Monday, Nov. 16, 2009 | 11 a.m.
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UNLV football coach Mike Sanford, who was told on Sunday that he would not be brought back for the 2010 campaign, met with the media on Monday afternoon to answer questions. Here is the sound from the press conference in its entirety.
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Early Friday morning, Dr. Neal Smatresk sat in a black leather chair in his seventh-floor office and knotted a scarlet tie around the collar of a light blue-striped dress shirt.
UNLV’s new president spoke wistfully about a football victory the following day at Air Force, the Rebels beating San Diego State, and Ryan Wolfe and Omar Clayton playing in a well-deserved bowl game.
“ … we could finish 7-6,” Smatresk said.
Didn’t happen. In fact, the Rebels got blistered, 45-17, at Air Force, which dropped them to 4-7 and triggered the Sunday ouster of fifth-year coach Mike Sanford by interim athletic director Jerry Koloskie.
By making such a bold in-season move, Koloskie no doubt scored more than a few points for himself in his quest to win the permanent position.
He had told the Sun that he would not consider making a move until the team became bowl ineligible – Koloskie was true to his word, and he acted confidently and decisively.
That’s just what Smatresk, who agreed with Koloskie on ousting Sanford, seeks in someone who will run his athletic department.
Early Friday morning, Smatresk (rhymes with SPA-tresk) explained that no major university decisions would be made without his mutual consent, but he expected those under him to think for themselves.
“I’m not the key decision maker here,” he said. “This is an AD’s job. I look for an AD to work with me, to explain to me, to help me understand what’s going on, then to deliver a decision that we can agree on.
“That’s the right way to work. For me, if I don’t respect an AD’s decision, what the heck is an AD for?”
The AD position became vacant in July, when Mike Hamrick bolted for his alma mater at Marshall.
Smatresk took over his post in August. He inititally wanted to wait until the spring to hire a new athletic director, because that’s when such significant moves normally are executed.
He needed to “get his arms” around the university, its personnel and every nuance of how it operated, and he set about restructuring the entire operation.
He achieved in three months what he set out to do in about three years, and he’s been busy doing stuff like setting up Las Vegas to be the solar capital of the world.
He aims to put UNLV back in its “proper place” as the heartbeat of the city.
And in addition to hiring a new athletic director, Smatresk has needed to get a provost, four deans and someone to oversee diversity.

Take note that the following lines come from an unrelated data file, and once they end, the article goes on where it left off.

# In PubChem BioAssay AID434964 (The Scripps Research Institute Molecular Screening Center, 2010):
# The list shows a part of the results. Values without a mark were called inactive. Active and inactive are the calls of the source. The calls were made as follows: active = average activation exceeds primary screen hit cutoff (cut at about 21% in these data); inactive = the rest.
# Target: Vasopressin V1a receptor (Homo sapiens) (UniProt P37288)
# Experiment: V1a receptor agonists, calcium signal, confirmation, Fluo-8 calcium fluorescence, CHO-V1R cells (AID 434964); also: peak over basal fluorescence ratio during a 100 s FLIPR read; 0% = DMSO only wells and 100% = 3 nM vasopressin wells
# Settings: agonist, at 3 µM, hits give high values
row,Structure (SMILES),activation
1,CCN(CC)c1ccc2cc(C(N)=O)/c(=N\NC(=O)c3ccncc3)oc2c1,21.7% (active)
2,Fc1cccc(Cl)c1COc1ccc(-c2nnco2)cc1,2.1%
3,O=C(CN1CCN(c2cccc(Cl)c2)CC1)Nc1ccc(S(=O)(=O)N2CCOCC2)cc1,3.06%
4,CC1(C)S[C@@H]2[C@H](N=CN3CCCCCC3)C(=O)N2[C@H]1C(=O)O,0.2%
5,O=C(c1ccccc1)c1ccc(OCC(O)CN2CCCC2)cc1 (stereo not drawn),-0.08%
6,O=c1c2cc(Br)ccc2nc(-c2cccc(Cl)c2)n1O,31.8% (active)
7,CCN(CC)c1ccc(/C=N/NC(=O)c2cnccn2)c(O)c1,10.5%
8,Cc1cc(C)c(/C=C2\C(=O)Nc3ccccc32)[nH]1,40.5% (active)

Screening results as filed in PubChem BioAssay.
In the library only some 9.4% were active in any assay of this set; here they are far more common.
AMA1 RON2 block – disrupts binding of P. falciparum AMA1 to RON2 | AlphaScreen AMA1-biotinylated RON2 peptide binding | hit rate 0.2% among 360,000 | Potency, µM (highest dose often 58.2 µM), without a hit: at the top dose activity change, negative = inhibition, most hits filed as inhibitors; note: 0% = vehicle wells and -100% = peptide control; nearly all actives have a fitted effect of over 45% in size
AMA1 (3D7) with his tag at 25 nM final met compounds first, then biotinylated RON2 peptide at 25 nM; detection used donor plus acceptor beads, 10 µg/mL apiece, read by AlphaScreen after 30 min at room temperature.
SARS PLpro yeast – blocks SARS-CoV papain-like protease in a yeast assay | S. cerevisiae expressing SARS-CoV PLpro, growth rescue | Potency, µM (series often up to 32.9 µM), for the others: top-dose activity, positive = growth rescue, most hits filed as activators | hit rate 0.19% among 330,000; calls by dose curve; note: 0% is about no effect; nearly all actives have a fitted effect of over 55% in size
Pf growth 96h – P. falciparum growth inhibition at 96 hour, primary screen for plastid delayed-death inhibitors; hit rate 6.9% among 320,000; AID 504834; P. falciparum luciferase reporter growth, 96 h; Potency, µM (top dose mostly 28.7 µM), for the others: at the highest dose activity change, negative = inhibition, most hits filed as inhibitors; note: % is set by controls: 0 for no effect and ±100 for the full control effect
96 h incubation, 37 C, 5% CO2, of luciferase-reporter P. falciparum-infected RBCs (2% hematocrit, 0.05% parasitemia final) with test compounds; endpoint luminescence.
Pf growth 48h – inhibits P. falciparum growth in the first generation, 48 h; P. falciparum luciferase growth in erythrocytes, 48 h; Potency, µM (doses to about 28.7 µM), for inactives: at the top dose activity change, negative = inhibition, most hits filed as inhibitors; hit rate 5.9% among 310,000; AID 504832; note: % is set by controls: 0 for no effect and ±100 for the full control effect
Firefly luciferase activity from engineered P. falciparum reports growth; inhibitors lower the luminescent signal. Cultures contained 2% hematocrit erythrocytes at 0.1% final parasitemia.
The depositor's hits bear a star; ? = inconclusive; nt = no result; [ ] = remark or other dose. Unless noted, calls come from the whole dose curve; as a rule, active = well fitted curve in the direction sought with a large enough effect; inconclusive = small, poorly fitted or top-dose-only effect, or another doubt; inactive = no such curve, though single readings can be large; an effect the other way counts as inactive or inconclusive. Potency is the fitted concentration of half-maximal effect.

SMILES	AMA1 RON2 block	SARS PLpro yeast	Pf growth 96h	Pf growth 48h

“I need good people,” he said, “so that I don’t have to manage things myself.”
As issues piled up on his desk, Smatresk decided to clear some of them, which included moving up the athletic director situation on his timetable.
The UNLV athletic director search committee, comprised of about a dozen school officials, met for the first time a few weeks ago.
Gerry Bomotti, a UNLV vice president of finance and business, is the chair of the committee, all of whose members signed confidentiality agreements.
Former Rebels quarterback Steve Stallworth, who has worked at UNLV and now runs the South Point arena and equestrian center, was one of the first candidates nominated for the position. He said it’s his dream job.
MAACO Bowl Las Vegas executive director Tina Kunzer-Murphy said the same thing, but she removed herself from consideration last week.
Smatresk said he hasn’t nominated anyone for the vacancy, and Bomotti said he has been encouraged by the search. “There is a really strong pool of candidates,” he said of the Internet-based process.
Koloskie just became the top candidate, with a bullet.
Early Friday morning, after clearing up a problem with the satellite radio in his car, Smatresk said Koloskie, like anyone in a temporary role, might have an edge on his competition.
“Anytime there’s an interim, there’s an edge, a given power,” Smatresk said. “You have power of position. I have a chance to try before I buy, so to speak, and you have a chance to prove something.”
That said, Smatresk insisted the national search will be fair.
“I love nothing better than having an ace in the hole,” he said. “Everyone does. At the end of the day, the number of good candidates you need is one.
“Having said that, I believe Jerry has done a great job. He’s out there. He’s hustling. I love his work ethic. He’s just a really nice guy and I think he’s stepped out from under Mike (Hamrick’s) shadows, and the community is warming to him.”
Over the weekend, Koloskie distanced himself from the rest of the field. Smatresk’s ace in the hole just made the race for UNLV athletic director a moot point.